The Lift – The Lift
2013, The Lift
2013, The Lift
The last we heard from actress/vocalist Amber Ojeda was her 2008, self-titled demo recording. While impressed with her ‘dusky alto voice’, the material she was working on at the time was a hum-drum mix of pop and R&B that didn’t allow her to stand out. Things have changed. Ojeda has since had several songs placed on various television shows and has found commercial success in Japan with a light pop/R&B style. Ojeda also recently began working with Davy Nathan (Christina Aguilera, Toni Braxton, Colby Callait, The X-Factor). The duo, also known as The Lift has a decidedly different take on style when working together. Their debut EP, The Lift, is due this spring.
Nathan brings out a darker side to Ojeda’s voice, and it is the breakout she needed. Treading a fine line between the melancholic obsession of Mazzy Starr and the smooth pop sensibility of Norah Jones, Ojeda’s voice comes to desolate life over the five songs on The Lift. Desire and confusion create an emotional wasteland in “Lost In The Middle”, but Ojeda’s voice shines out of that darkness like a star. “Why I Stayed” explores relationship detritus in song. The exploration goes on perhaps a bit too long, but Ojeda’s vocals are strong, and Nathan’s arrangement enhances the sense of desolation the narrator feels. “Make Me Believe” has a memorable melody, and Ojeda makes the most of it. If it’s possible, the song is perhaps too deep in the emotional blue, but Ojeda and Nathan make it work in spite of this.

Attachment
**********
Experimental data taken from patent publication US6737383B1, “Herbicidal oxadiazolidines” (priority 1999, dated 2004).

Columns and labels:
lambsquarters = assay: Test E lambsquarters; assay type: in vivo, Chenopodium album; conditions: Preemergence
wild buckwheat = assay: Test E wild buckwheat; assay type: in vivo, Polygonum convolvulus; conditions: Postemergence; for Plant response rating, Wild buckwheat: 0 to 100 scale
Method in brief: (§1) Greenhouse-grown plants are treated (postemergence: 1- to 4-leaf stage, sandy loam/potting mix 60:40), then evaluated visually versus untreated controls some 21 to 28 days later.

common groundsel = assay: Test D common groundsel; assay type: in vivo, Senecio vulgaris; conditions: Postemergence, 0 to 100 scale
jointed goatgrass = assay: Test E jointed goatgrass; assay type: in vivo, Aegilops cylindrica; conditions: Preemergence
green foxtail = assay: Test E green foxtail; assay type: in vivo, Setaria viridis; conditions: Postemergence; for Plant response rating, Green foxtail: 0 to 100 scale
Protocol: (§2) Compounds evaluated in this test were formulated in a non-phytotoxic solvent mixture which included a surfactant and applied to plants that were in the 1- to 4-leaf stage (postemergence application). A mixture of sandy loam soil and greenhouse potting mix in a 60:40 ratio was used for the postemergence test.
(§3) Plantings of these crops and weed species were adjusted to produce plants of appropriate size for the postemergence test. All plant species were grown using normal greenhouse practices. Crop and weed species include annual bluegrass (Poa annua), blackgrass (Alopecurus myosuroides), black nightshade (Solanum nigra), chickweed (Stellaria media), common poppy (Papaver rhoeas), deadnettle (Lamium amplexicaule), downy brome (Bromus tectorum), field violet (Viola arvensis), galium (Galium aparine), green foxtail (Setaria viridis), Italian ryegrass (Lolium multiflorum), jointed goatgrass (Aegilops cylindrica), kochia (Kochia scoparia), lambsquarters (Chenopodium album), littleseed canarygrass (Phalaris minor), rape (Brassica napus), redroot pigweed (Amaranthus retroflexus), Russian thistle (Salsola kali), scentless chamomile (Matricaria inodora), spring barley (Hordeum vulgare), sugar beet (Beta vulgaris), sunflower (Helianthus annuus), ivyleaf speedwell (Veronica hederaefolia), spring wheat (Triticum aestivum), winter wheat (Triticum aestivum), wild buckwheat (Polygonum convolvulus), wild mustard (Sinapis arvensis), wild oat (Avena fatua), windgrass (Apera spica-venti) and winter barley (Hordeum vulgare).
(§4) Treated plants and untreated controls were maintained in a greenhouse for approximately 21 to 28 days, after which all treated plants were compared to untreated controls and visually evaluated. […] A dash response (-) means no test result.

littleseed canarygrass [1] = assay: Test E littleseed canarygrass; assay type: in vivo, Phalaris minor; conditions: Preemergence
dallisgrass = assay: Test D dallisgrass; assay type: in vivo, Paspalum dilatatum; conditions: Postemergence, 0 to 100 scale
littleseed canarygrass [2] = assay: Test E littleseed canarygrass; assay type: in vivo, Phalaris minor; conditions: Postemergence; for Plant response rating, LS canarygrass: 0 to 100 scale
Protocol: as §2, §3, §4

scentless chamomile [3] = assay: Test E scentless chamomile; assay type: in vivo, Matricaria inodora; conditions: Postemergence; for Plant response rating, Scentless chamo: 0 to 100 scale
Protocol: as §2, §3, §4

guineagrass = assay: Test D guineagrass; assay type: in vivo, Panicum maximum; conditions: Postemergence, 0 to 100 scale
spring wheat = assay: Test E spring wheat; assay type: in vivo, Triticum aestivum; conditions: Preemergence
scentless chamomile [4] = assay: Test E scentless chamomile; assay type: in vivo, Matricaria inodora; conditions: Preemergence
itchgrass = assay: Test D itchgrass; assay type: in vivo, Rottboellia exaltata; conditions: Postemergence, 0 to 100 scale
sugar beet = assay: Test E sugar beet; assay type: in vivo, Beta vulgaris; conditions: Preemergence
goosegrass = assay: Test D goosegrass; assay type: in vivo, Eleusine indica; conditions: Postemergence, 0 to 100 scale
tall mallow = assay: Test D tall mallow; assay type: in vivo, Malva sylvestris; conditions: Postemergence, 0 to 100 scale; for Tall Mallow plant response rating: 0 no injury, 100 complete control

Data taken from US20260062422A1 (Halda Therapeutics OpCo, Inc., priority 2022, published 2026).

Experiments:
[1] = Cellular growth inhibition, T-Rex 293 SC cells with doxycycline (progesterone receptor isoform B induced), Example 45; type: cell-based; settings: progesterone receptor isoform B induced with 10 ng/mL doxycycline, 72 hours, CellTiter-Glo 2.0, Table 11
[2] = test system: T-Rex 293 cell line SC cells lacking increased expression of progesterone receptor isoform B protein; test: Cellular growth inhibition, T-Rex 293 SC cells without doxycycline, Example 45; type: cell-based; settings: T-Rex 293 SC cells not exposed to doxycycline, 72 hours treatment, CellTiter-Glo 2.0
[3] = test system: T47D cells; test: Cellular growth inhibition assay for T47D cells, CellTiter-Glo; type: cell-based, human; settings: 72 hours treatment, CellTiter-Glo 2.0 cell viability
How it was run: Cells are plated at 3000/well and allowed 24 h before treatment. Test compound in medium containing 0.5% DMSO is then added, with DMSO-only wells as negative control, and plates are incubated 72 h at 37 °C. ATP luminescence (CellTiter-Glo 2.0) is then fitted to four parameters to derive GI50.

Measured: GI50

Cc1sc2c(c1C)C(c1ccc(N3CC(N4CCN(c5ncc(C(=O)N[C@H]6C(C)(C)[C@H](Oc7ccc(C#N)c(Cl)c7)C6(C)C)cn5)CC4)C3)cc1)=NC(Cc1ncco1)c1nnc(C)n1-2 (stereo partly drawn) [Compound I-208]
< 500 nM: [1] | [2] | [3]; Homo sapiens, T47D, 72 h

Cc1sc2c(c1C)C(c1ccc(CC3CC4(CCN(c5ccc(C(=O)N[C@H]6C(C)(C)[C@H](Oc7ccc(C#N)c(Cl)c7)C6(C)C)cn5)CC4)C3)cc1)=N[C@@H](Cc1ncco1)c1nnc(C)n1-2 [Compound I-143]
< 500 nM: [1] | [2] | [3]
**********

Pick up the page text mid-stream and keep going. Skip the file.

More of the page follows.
“Love Lost” laments a tendency to fall in love and get hurt. There’s a certain, lonely beauty in this moment that Ojeda conjures from within. The song itself runs a bit long, but the image it creates is stark and distinctly human. The Lift closes with “In The Night”, a gorgeous exploration of loneliness. The beauty here is in the sadness, carved from each note like a work of art.
The Lift manages to find beauty in heartbreak, sunshine in darkness, and warmth in the desolate landscape of loneliness. Amber Ojeda is a revelation here, and Davy Nathan crafts wonderfully well-fit arrangements around her voice. If there is any room to improve here, it is in not belaboring the songs. Several of the songs on The Lift overstay their welcome, and risk crossing the border from vibrantly dark and lovely performances into the outer reaches of monotony. Finding a way to pare down without losing the image and element of the songs would complete the picture.
Rating: 4 Stars (Out of 5)
Learn more at www.wearethelift.com.